SCHUMER ANNOUNCES: DOJ'S HEAD OF ANTITRUST INVESTIGATIONS WILL COME TO GENESEE COUNTY TO HEAR THE CONCERNS OF UPSTATE NEW YORK DAIRY FARMERS AND CONSUMERS
At Schumer's Urging, Nation's Top Antitrust Investigator Will Come to New York To Hear About the Complaints of Lack of Competition in the New York Dairy Industry and Wide Disparity in Rock-Bottom Prices Paid to Farmers versus Relatively High Prices Consumers Pay at Stores Schumer: Ensuring Competitive Markets is Key to Maintaining a Vibrant Dairy Industry and Preserving Family
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Today U.S. Senator Charles E. Schumer announced that, at his urging, Christine A. Varney, Assistant Attorney General in charge of the Department of Justice's (DOJ) Antitrust Division, will come to Batavia, New York to meet with upstate New York dairy farmers and consumers to explore potential anticompetitive practices in the dairy industry. Varney is the nation's top antitrust investigator and she is coming to New York following a request by Schumer. The specific areas of focus include excessive market concentration, marketplace transparency and vertical integration in the dairy industry. Schumer will join Varney at the meeting on Monday, March 29 th at the Genesee Community College in Batavia. During the meeting, constituents will be able to make statements and share their concerns with the Assistant Attorney General Varney.
"For too long farmers have been receiving rockbottom prices for their product, while prices have not dropped commensurately for consumers at the stores," Schumer said. "It just doesn't add up and we need DOJ's help to peel this onion and identify some of the problems plaguing our family dairy farmers and milk consumers. New York's dairy industry has suffered tremendously in the past few years and, as I travel throughout the state, I've heard from constituents who are concerned that the state of competition in New York's dairy industry may be playing a role. The Department of Justice is doing the right thing by sending the nation's top antitrust investigator to New York to discuss this vital issues with the people whose livelihoods depend on a fair and competitive market."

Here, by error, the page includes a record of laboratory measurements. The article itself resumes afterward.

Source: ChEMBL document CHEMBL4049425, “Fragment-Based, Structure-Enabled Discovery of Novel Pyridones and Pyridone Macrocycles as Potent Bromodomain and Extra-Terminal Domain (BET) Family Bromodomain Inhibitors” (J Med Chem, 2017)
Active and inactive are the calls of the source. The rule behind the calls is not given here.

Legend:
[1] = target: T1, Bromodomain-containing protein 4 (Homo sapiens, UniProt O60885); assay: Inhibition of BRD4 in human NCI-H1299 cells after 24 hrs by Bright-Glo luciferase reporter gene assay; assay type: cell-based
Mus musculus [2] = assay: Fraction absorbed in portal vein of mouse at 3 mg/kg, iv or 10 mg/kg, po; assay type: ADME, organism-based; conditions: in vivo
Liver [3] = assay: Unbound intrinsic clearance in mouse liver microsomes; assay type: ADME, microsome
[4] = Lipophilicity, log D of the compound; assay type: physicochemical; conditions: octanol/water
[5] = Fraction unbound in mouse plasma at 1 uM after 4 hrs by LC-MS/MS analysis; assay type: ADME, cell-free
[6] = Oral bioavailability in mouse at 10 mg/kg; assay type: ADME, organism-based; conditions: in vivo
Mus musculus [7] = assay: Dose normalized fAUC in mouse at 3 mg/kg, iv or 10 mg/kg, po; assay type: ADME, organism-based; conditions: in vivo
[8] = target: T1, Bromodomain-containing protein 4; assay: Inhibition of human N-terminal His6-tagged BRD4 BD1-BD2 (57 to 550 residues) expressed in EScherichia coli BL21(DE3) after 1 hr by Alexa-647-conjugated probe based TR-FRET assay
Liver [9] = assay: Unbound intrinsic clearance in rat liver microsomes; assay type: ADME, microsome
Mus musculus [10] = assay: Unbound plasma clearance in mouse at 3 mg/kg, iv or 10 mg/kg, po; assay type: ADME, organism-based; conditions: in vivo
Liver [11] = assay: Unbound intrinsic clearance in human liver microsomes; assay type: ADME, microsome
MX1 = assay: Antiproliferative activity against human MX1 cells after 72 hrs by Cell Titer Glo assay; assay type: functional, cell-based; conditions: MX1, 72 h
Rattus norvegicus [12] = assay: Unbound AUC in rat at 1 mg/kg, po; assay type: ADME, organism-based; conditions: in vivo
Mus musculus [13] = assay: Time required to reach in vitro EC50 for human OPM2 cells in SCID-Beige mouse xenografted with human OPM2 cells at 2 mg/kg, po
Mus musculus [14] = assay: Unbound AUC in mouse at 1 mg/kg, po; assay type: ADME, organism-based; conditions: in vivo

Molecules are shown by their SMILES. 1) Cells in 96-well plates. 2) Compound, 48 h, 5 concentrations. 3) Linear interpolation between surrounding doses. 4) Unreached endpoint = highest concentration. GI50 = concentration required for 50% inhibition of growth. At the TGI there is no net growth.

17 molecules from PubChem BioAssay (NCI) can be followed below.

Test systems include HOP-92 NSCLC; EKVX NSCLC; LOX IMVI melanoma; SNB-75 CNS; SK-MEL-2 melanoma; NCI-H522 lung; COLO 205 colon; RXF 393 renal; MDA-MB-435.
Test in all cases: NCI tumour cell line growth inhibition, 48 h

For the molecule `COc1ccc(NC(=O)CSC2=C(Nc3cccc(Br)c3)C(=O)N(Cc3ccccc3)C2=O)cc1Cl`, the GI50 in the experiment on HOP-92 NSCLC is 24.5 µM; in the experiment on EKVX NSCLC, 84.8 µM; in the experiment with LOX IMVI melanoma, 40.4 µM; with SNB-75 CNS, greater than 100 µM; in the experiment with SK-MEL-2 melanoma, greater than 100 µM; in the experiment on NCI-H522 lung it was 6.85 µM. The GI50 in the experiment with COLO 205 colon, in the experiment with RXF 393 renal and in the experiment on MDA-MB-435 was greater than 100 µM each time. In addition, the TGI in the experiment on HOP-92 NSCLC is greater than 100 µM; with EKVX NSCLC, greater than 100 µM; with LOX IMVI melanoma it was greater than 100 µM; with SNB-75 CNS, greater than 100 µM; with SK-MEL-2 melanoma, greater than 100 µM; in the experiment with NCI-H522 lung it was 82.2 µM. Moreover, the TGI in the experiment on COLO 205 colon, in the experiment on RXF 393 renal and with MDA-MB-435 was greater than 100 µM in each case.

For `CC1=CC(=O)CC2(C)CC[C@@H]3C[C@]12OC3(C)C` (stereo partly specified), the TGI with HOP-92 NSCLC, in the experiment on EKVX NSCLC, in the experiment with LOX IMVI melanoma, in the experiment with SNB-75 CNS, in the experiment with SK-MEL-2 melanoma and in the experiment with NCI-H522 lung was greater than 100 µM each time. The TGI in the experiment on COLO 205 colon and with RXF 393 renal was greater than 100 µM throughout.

Nationwide, dairy prices hit historic lows last year, threatening the viability of countless dairy farms. At the same time, the amount of revenue dairy farmers receive per dollar consumers spend on milk has precipitously declined. Although the price that dairy farmers are paid remains lower than in nearly four decades, less than $1 for a gallon of milk in past summers, the cost that consumers pay for milk in stores remains relatively high. As a result of these plunging prices, family dairy farms across the country have gone out of business or are in severe danger of doing so. This is a disaster not only for the thousands of rural communities that rely on economic activity generated by the dairy industry but also for the many consumers who want fresh and locally produced food. Further, a reduction in the diversity of wholesale milk suppliers could lead to further concentration in the dairy industry, concentrating market share - and pricing power - in the hands of a very few operations, an outcome that would weaken the interests of both dairy farmers and consumers.
In an effort to reduce the pressure on struggling dairy farmers, Schumer has repeatedly called on the Department of Justice and the Federal Trade Commission to take a hard look at the dairy industry and identify where the problems lay. In response to Schumer's urging, the nation's top antitrust official will be coming to New York State to meet with dairy farmers and consumers to explore this problem.
Schumer added, "Dairy is among New York's most important industries and we simply can't afford to lose dairy farms or the products they supply. We must work to ensure a fair and competitive dairy market."
New York dairy producers and others involved in the industry will be able to participate by submitting a statement to Schumer's office to be forwarded to Ms. Varney, or delivering a brief 45 minute statement at the event.
To attend, RSVP with your name, email address and phone number to
no later than March 24th.
You must RSVP if you would like to attend the session with Ms. Varney.
• If you wish to speak at the event, include in your RSVP email a brief outline of what you would like to discuss.
• You may also send a written statement to be forwarded to the Department of Justice.
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